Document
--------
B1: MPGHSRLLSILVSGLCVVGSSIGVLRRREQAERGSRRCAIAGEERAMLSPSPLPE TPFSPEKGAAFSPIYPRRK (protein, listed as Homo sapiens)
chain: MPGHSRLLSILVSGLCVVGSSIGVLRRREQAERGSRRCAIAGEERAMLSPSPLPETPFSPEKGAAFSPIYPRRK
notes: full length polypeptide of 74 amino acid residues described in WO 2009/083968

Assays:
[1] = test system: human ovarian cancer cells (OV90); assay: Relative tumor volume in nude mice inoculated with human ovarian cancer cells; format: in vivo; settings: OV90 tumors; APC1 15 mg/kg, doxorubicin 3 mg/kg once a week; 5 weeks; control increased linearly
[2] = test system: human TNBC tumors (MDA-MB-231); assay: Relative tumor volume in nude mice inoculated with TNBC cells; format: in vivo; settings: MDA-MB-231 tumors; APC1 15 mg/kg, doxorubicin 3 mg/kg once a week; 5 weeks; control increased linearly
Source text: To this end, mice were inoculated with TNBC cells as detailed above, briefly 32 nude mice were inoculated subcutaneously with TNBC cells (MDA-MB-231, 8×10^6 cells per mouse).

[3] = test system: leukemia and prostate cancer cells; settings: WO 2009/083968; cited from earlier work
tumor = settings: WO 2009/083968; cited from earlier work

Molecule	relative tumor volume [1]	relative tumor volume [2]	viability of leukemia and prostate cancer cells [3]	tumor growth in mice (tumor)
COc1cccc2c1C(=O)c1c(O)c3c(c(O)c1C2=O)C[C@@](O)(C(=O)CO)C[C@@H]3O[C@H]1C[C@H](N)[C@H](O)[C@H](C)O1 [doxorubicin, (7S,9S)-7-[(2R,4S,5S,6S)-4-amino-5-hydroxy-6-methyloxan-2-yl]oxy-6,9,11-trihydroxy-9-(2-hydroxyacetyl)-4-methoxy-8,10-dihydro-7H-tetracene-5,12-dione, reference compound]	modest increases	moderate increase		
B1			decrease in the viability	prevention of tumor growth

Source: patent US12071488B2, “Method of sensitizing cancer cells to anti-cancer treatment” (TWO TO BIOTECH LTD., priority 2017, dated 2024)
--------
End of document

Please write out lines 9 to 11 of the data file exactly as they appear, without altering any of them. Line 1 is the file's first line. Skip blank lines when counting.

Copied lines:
tumor = settings: WO 2009/083968; cited from earlier work

Molecule	relative tumor volume [1]	relative tumor volume [2]	viability of leukemia and prostate cancer cells [3]	tumor growth in mice (tumor)
COc1cccc2c1C(=O)c1c(O)c3c(c(O)c1C2=O)C[C@@](O)(C(=O)CO)C[C@@H]3O[C@H]1C[C@H](N)[C@H](O)[C@H](C)O1 [doxorubicin, (7S,9S)-7-[(2R,4S,5S,6S)-4-amino-5-hydroxy-6-methyloxan-2-yl]oxy-6,9,11-trihydroxy-9-(2-hydroxyacetyl)-4-methoxy-8,10-dihydro-7H-tetracene-5,12-dione, reference compound]	modest increases	moderate increase		